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University group receives death threats after organizing an Easter egg hunt with Bible verses


A conservative group at the University of North Texas decided to hold an Easter egg hunt, that included Bible verses, hidden across the North Texas campus.

The Blaze reports that members of the group started receiving death threats from woke university students, who only tolerate people that agree with their opinions.

The Blaze reports:

A conservative student group at the University of North Texas said the group received threats after distributing Easter eggs filled with Bible verses around the university campus.

On Sunday, members of the Young Conservatives of Texas UNT placed approximately 250 plastic Easter eggs filled with biblical messages of hope around the campus.

Kelly Neidert, the group’s chairman, told the Christian Post that the group hid the eggs to celebrate Easter amid the COVID-19 pandemic.

“My group decided we wanted to do this event because our school has really strict COVID guidelines right now, and we just thought that putting some Easter eggs out with some Bible verses would be kind of fun for everybody and a good way to celebrate Eater without breaking our COVID guidelines,” Neidert explained.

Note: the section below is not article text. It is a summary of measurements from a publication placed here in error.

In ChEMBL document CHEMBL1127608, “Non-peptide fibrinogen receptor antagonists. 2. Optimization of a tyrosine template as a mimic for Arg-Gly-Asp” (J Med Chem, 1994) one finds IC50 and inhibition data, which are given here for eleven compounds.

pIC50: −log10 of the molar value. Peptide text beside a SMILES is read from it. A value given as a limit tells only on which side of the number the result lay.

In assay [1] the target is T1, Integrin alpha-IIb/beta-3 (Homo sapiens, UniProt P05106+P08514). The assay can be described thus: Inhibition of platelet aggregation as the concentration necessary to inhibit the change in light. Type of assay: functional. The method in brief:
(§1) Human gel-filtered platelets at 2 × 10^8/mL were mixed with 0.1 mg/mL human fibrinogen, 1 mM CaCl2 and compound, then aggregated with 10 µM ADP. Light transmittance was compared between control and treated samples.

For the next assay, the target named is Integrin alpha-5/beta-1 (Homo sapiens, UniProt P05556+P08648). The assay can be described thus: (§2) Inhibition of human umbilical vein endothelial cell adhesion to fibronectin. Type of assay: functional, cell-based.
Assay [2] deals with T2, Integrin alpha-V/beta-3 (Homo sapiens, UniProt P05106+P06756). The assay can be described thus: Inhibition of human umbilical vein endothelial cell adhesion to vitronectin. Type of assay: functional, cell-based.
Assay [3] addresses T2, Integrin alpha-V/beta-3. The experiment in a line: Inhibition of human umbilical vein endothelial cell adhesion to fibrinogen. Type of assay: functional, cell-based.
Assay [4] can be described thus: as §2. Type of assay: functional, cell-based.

READ: Conservative group at Texas university receives threats after placing Bible verses in Easter eggs around campus

Some students looked for the Easter eggs, so they could deliberately destroy them.

Here is a little known fact. In the lead up to World War II, the Nazis in Austria and Germany held massive book burning ceremonies where it burned any books that did not agree with the Nazi ideology. This included Jewish and even Christian books.

What isn’t widely known is that book burnings were organized by university students, the German Student Union (the Deutsche Studentenschaft).

The United States Holocaust Memorial Museum explains:

On May 10, 1933 student groups at universities across Germany carried out a series of book burnings of works that the students and leading Nazi party members associated with an “un-German spirit.” Enthusiastic crowds witnessed the burning of books by Brecht, Einstein, Freud, Mann and Remarque, among many other well-known intellectuals, scientists and cultural figures, many of whom were Jewish. The largest of these book bonfires occurred in Berlin, where an estimated 40,000 people gathered to hear a speech by the propaganda minister, Joseph Goebbels, in which he pronounced that “Jewish intellectualism is dead” and endorsed the students’ “right to clean up the debris of the past.”

READ: 1933 Book Burnings

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